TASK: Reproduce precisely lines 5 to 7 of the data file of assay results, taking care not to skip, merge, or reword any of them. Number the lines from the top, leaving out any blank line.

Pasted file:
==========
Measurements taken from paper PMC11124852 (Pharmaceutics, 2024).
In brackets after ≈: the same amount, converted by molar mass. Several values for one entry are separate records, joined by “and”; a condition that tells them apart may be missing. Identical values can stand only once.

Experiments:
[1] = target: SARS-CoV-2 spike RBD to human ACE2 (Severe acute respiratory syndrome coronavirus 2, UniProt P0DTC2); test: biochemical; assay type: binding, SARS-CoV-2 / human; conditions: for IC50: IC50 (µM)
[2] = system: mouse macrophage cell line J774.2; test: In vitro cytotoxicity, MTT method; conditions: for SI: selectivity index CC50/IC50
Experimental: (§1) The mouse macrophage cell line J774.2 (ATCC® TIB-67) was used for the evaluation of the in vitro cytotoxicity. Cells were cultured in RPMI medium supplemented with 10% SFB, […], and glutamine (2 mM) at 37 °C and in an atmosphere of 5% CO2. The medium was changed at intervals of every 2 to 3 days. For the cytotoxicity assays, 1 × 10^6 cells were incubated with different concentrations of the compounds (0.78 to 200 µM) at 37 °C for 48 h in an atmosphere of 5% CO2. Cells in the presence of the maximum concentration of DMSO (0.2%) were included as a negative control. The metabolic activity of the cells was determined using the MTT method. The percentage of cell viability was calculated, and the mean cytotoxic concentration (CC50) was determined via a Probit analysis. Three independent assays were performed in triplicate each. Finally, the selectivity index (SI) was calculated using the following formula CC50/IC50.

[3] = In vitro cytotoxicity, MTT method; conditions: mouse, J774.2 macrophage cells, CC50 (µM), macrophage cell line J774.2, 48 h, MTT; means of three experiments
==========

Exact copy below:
[2] = system: mouse macrophage cell line J774.2; test: In vitro cytotoxicity, MTT method; conditions: for SI: selectivity index CC50/IC50
Experimental: (§1) The mouse macrophage cell line J774.2 (ATCC® TIB-67) was used for the evaluation of the in vitro cytotoxicity. Cells were cultured in RPMI medium supplemented with 10% SFB, […], and glutamine (2 mM) at 37 °C and in an atmosphere of 5% CO2. The medium was changed at intervals of every 2 to 3 days. For the cytotoxicity assays, 1 × 10^6 cells were incubated with different concentrations of the compounds (0.78 to 200 µM) at 37 °C for 48 h in an atmosphere of 5% CO2. Cells in the presence of the maximum concentration of DMSO (0.2%) were included as a negative control. The metabolic activity of the cells was determined using the MTT method. The percentage of cell viability was calculated, and the mean cytotoxic concentration (CC50) was determined via a Probit analysis. Three independent assays were performed in triplicate each. Finally, the selectivity index (SI) was calculated using the following formula CC50/IC50.

[3] = In vitro cytotoxicity, MTT method; conditions: mouse, J774.2 macrophage cells, CC50 (µM), macrophage cell line J774.2, 48 h, MTT; means of three experiments